TRIBUTES have been paid to former Fine Gael Senator, Patrick C Kennedy, who died during the week.
Mr Kennedy, (78), a former barrister, was twice elected Mayor of Limerick by his colleagues on Limerick City Council, in 1974 and in 1985, and served for 12 years, from 1981-1993, in the Seanad.
In 2014, he sought to have Shannon Bridge in Limerick City renamed the John F Kennedy (JFK) Bridge, but his motion, initially carried by the council, was revisited and shot down by the local authority.
Mr Kennedy previously said he believed he was related to the former US President who was assassinated in Texas in 1963, and had met with members of his family in the US.
He unsuccessfully fought for a Dail seat with Fine Gael in 1969, 1973, 1977, and 1982.
He was first elected to Limerick Corporation in 1991.
After leaving Fine Gael in 2000 he was successfully elected to the City Council that year and in 2009 before he rejoined Fine Gael.
Mr Kennedy’s nephew Brian McEnery tweeted last night: I am sad to say my uncle and former Senator and Mayor of Limerick – Pat Kennedy died this evening. May he Rest In Peace.”
Some well-known politicians including Fine Gael Minster of State for Higher Education, Mary Mitchell O’Connor, wrote she was “sorry to hear” the news.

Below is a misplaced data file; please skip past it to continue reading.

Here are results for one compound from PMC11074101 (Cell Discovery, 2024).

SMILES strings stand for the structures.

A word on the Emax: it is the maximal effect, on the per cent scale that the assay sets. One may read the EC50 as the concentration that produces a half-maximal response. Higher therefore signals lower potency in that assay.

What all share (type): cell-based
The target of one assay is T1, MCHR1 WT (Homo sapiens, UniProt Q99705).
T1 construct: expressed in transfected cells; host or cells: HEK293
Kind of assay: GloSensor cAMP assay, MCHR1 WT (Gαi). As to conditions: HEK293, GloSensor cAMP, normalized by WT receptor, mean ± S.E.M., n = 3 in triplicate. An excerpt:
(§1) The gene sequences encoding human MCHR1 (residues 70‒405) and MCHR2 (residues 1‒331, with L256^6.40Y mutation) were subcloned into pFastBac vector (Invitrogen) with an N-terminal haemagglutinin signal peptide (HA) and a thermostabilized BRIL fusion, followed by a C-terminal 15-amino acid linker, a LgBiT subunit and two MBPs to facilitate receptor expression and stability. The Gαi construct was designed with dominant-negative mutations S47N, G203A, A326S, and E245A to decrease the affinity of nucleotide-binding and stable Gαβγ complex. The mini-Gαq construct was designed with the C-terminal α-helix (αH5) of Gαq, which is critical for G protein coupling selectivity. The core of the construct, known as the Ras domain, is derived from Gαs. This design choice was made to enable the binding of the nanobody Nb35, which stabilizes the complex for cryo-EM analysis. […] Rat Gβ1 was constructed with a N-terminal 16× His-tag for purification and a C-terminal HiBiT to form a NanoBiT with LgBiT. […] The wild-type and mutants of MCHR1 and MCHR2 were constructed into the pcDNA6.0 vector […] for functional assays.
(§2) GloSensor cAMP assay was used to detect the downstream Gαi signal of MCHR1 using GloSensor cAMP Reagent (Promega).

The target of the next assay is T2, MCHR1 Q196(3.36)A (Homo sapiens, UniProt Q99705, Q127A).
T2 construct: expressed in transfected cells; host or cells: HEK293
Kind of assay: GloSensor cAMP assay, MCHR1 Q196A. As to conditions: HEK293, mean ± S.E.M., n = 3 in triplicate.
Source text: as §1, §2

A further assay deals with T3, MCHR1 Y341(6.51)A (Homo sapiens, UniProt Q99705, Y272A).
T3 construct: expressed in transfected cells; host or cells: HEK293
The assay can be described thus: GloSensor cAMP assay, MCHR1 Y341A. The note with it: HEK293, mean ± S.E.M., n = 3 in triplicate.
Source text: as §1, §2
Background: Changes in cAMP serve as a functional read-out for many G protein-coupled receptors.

Clare County Councillor Mary Howard described Mr Kennedy as “a gentleman” with a “gentle soul”.
Mr Kennedy’s Fine Gael former party colleagues in Limerick, Senator Maria Byrnes and outgoing Metropolitan Mayor, Cllr Daniel Butler, offered their “sincerest condolences” and prayers for the Kennedy family.
In 2014, it was revealed he was paid the highest gratuity payment in the country, after retiring from local politics after almost 50 years, and he received a settlement of €64,204, in recognition of his long service.
In 2010 Mr Kennedy repaid Limerick City Council almost €1,700 he had claimed in travel expenses while his car was off the road, although he informed the Council that he had used a replacement hire vehicle charged by a private rental firm.
Last year he failed in a bid to rejoin Fine Gael.
A former teacher at Christian Brothers School (CBS) Limerick, he published a book in 2015, which documented the life of Hugh Kennedy, the first attorney general of the Irish Free State in 1922, entitled The Great But Neglected Chief Justice